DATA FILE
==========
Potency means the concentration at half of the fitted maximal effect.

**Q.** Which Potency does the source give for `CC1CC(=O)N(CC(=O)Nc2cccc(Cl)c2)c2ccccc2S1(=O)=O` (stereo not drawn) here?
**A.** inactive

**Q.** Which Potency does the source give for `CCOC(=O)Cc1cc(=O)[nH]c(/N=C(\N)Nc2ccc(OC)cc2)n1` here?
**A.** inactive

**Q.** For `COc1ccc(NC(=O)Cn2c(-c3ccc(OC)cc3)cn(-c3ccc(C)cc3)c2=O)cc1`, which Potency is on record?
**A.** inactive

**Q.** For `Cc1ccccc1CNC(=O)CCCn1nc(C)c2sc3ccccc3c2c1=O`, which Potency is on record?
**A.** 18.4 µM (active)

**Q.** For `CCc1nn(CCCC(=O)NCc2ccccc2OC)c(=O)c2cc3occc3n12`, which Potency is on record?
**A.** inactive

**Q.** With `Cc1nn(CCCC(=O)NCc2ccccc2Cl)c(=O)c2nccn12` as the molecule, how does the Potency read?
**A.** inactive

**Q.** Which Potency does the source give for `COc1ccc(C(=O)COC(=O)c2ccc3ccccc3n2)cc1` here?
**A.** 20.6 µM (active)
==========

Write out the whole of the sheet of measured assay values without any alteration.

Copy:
Potency means the concentration at half of the fitted maximal effect.

**Q.** Which Potency does the source give for `CC1CC(=O)N(CC(=O)Nc2cccc(Cl)c2)c2ccccc2S1(=O)=O` (stereo not drawn) here?
**A.** inactive

**Q.** Which Potency does the source give for `CCOC(=O)Cc1cc(=O)[nH]c(/N=C(\N)Nc2ccc(OC)cc2)n1` here?
**A.** inactive

**Q.** For `COc1ccc(NC(=O)Cn2c(-c3ccc(OC)cc3)cn(-c3ccc(C)cc3)c2=O)cc1`, which Potency is on record?
**A.** inactive

**Q.** For `Cc1ccccc1CNC(=O)CCCn1nc(C)c2sc3ccccc3c2c1=O`, which Potency is on record?
**A.** 18.4 µM (active)

**Q.** For `CCc1nn(CCCC(=O)NCc2ccccc2OC)c(=O)c2cc3occc3n12`, which Potency is on record?
**A.** inactive

**Q.** With `Cc1nn(CCCC(=O)NCc2ccccc2Cl)c(=O)c2nccn12` as the molecule, how does the Potency read?
**A.** inactive

**Q.** Which Potency does the source give for `COc1ccc(C(=O)COC(=O)c2ccc3ccccc3n2)cc1` here?
**A.** 20.6 µM (active)